It’s 2016 and opportunities for women in the workplace have improved, right?
A new report from McKinsey & Co. and Lean In, the organization founded by Facebook’s Sheryl Sandberg, shows that women are still struggling to advance. For every 100 women promoted past entry level positions, 130 men are promoted. Women are less likely to receive challenging assignments, participate in meetings and have access to senior leaders. And the pipeline of promotion shows women are being passed over at every stage (men and women are dropping out of the workplace at equal rates, so the numbers can’t be blamed on attrition):
To compile its study, McKinsey used data from 132 US companies, representing 4.6 million workers at companies like Visa, General Motors and Proctor & Gamble. It also conducted a survey of 34,000 employees to get a more nuanced view of their experiences at work.
The survey revealed that more women then men asked for a raise, 29% to 27%, but that in response, 30% of women were told that they were being “bossy,” “aggressive,” or “intimidating,” compared to 23% of men.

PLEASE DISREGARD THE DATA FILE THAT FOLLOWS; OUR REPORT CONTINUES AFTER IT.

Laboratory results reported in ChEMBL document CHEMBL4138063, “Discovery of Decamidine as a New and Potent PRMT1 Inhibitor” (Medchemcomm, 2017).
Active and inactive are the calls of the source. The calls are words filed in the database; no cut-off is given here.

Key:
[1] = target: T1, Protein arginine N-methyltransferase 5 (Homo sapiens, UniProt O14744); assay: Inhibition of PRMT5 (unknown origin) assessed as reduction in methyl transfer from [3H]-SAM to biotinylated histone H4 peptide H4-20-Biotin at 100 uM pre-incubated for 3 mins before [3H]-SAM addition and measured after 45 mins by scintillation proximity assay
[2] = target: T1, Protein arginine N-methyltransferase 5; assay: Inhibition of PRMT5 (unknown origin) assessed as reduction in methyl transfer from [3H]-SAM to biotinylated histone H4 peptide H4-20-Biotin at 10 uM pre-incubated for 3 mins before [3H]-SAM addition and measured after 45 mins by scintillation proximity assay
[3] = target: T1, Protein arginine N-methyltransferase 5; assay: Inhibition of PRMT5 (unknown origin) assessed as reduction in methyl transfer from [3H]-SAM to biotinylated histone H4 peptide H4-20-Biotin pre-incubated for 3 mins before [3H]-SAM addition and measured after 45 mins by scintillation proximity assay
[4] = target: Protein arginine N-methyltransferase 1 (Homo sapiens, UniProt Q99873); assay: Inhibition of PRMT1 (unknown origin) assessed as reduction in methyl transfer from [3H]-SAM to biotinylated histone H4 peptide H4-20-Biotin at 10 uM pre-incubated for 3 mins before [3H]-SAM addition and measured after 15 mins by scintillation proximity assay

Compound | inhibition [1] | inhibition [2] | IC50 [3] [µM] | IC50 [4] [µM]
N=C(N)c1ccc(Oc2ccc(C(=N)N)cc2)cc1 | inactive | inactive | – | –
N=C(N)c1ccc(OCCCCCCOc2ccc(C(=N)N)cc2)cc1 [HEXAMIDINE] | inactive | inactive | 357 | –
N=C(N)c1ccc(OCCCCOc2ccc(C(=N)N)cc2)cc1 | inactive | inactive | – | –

Women also say they receive less feedback from managers than men. While 46% of men say they receive difficult feedback, only 36% of women do. Managers say the biggest reason they fail to give women feedback is a fear of being mean or hurtful.
The results are even starker for women of color, who reported seeing fewer opportunities than white women across the board.
There’s an increasing body of evidence that gender equity is achieved not by creating what appear to be gender neutral policies, but by companies actively working to make sure their procedures are free of bias and give women equal opportunities. Employers should rethink how they advertise positions, how they screen resumes and how they interview to ensure they’re free of unconscious bias, says Iris Bohnet, a behavioral economist at Harvard, in her book What Works.
Notably, less than half of the companies McKinsey examined require diverse slates of candidates for hiring and promotion, and only 56% review job descriptions to ensure they’re free of biased language. One easy procedure to weed out biases in hiring is using blind resume reviews—removing names and other details from resumes that indicate gender and race—but only 4% of companies say they do that.
If the study reveals how much work is left to be done to create gender equality in the workplace, the good news is that so much of that work is not complicated or difficult, and many firms are already doing it.